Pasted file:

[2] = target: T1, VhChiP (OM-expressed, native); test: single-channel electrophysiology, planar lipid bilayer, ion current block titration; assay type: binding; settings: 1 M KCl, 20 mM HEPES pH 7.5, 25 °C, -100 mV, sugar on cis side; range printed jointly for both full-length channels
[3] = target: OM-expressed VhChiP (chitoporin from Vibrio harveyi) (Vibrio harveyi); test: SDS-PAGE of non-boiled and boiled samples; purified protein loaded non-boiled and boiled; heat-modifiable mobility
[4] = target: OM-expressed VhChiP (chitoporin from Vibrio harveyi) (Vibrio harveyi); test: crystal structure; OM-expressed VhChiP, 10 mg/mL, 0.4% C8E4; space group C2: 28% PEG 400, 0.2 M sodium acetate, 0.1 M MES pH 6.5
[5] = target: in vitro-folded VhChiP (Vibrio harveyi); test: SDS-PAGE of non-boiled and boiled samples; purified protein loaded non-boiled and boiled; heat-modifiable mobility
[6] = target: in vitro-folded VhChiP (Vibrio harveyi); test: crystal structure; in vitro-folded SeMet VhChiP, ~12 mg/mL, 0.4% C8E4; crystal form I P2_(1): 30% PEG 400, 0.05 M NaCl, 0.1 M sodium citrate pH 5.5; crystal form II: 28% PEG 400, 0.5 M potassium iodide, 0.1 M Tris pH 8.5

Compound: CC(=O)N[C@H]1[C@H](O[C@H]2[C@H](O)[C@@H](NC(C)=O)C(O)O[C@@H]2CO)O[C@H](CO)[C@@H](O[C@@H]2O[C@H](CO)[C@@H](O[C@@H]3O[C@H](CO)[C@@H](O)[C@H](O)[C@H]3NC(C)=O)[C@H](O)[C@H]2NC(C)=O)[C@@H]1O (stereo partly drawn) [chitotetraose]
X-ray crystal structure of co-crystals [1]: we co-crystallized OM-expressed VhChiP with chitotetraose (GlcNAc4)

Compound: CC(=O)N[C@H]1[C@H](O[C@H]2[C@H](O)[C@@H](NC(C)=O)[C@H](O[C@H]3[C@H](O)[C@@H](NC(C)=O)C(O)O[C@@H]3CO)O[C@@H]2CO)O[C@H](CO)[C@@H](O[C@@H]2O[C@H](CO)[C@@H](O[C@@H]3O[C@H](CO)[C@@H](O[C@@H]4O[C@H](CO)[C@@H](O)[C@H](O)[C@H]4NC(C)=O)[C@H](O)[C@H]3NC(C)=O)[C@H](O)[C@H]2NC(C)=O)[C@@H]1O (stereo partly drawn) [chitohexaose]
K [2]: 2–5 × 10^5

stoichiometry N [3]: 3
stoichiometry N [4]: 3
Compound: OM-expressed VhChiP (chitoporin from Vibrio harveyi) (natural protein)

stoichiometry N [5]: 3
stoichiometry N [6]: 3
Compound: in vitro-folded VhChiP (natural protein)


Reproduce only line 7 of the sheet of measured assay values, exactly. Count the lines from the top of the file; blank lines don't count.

X-ray crystal structure of co-crystals [1]: we co-crystallized OM-expressed VhChiP with chitotetraose (GlcNAc4)